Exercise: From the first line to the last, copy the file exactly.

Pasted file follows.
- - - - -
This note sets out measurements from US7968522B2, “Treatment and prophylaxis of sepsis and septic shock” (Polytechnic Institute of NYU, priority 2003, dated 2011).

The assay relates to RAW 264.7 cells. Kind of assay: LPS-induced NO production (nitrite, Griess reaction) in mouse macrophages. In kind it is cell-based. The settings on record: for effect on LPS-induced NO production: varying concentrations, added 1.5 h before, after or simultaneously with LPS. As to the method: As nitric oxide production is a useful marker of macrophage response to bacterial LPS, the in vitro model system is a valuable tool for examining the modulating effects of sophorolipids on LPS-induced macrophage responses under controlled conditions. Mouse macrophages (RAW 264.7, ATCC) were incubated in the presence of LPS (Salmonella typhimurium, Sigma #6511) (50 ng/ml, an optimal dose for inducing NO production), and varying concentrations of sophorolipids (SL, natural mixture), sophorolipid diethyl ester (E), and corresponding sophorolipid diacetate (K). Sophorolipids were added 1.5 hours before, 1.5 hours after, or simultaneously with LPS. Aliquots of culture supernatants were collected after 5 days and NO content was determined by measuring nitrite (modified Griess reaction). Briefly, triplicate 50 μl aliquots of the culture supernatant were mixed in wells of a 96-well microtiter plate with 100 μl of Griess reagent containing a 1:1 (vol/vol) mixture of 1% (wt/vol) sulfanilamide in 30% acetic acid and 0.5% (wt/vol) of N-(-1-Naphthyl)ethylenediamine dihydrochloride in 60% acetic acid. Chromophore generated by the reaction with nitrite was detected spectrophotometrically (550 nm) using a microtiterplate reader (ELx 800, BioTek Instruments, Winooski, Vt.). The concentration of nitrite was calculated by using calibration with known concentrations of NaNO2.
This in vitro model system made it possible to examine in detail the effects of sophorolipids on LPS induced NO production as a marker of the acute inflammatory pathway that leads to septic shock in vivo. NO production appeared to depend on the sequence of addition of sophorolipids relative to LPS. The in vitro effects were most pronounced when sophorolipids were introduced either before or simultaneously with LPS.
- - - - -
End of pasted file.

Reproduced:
This note sets out measurements from US7968522B2, “Treatment and prophylaxis of sepsis and septic shock” (Polytechnic Institute of NYU, priority 2003, dated 2011).

The assay relates to RAW 264.7 cells. Kind of assay: LPS-induced NO production (nitrite, Griess reaction) in mouse macrophages. In kind it is cell-based. The settings on record: for effect on LPS-induced NO production: varying concentrations, added 1.5 h before, after or simultaneously with LPS. As to the method: As nitric oxide production is a useful marker of macrophage response to bacterial LPS, the in vitro model system is a valuable tool for examining the modulating effects of sophorolipids on LPS-induced macrophage responses under controlled conditions. Mouse macrophages (RAW 264.7, ATCC) were incubated in the presence of LPS (Salmonella typhimurium, Sigma #6511) (50 ng/ml, an optimal dose for inducing NO production), and varying concentrations of sophorolipids (SL, natural mixture), sophorolipid diethyl ester (E), and corresponding sophorolipid diacetate (K). Sophorolipids were added 1.5 hours before, 1.5 hours after, or simultaneously with LPS. Aliquots of culture supernatants were collected after 5 days and NO content was determined by measuring nitrite (modified Griess reaction). Briefly, triplicate 50 μl aliquots of the culture supernatant were mixed in wells of a 96-well microtiter plate with 100 μl of Griess reagent containing a 1:1 (vol/vol) mixture of 1% (wt/vol) sulfanilamide in 30% acetic acid and 0.5% (wt/vol) of N-(-1-Naphthyl)ethylenediamine dihydrochloride in 60% acetic acid. Chromophore generated by the reaction with nitrite was detected spectrophotometrically (550 nm) using a microtiterplate reader (ELx 800, BioTek Instruments, Winooski, Vt.). The concentration of nitrite was calculated by using calibration with known concentrations of NaNO2.
This in vitro model system made it possible to examine in detail the effects of sophorolipids on LPS induced NO production as a marker of the acute inflammatory pathway that leads to septic shock in vivo. NO production appeared to depend on the sequence of addition of sophorolipids relative to LPS. The in vitro effects were most pronounced when sophorolipids were introduced either before or simultaneously with LPS.